Introduction: The purpose of this study was to evaluate the changing incidence of hip arthroscopy procedures among newly trained surgeons in the United States, the indications for hip arthroscopy, and the reported rate of post-operative complications.
Methods: The ABOS database was used to evaluate the annual incidence of hip arthroscopy procedures between 2006-2010. Procedures were categorized by indication and type of procedure. The rate of surgical complications was calculated and compared between the published literature and hip arthroscopy procedures performed for femoroacetabular impingement (FAI)/osteoarthritis (OA) and for labral tears among the newly trained surgeon cohort taking the ABOS Part II Board exam.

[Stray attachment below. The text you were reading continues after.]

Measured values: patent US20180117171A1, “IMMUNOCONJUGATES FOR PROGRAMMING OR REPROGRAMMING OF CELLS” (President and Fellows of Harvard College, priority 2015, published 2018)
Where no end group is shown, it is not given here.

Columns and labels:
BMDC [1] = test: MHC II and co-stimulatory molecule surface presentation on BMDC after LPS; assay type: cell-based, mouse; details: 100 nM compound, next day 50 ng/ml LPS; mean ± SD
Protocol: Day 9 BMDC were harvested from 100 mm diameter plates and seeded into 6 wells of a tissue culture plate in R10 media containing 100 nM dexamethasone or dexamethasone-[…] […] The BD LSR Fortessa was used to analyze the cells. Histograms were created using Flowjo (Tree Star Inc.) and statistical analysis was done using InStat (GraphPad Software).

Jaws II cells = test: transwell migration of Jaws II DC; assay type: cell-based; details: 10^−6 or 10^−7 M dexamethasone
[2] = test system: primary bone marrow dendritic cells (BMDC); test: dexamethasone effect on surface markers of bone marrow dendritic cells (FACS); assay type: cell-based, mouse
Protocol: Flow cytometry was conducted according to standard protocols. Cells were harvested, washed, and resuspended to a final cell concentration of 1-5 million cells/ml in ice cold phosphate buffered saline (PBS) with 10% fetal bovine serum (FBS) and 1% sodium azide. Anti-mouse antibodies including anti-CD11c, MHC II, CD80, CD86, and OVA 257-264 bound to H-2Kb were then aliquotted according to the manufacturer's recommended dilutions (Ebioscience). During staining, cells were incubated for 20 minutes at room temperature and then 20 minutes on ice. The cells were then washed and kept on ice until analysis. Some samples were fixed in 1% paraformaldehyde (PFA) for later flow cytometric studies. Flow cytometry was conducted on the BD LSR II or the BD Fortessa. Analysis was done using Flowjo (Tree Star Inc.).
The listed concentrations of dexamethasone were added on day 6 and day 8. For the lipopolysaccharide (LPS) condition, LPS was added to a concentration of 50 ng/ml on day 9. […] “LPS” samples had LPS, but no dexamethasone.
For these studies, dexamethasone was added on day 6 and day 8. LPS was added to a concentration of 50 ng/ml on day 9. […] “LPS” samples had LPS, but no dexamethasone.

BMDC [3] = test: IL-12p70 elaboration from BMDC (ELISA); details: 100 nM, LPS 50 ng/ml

Results: The overall incidence of hip arthroscopy procedures performed by ABOS Part II examinees increased by over 600% during the 5-year period under study from approximately 83 in 2006 to 636 in 2010. The incidence of hip arthroscopy for FAI/OA increased steadily over the time period under study, while the incidence of hip arthroscopy for labral tears was variable over time. The rate of surgical complications was 5.9% for hip arthroscopy procedures for a diagnosis of FAI/OA vs. 4.4% for a diagnosis of labral tear (P=0.36).
Conclusions: The incidence of hip arthroscopy has increased dramatically over the past 5 years, particularly for the indication of FAI/OA. Reported surgical complication rates are relatively low, but appear higher than those rates reported in previously published series. Appropriate indications for hip arthroscopy remain unclear.
Keywords: complications; hip arthroscopy.
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